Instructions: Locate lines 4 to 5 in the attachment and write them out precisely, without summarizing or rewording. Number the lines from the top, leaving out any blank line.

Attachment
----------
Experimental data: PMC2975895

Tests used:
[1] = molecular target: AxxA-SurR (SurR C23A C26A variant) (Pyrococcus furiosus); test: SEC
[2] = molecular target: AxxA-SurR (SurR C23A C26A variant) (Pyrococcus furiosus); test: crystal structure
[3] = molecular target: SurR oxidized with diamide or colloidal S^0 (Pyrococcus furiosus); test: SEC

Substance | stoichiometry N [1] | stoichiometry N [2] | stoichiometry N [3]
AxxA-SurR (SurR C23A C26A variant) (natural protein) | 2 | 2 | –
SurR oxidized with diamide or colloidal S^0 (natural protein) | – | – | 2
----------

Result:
[2] = molecular target: AxxA-SurR (SurR C23A C26A variant) (Pyrococcus furiosus); test: crystal structure
[3] = molecular target: SurR oxidized with diamide or colloidal S^0 (Pyrococcus furiosus); test: SEC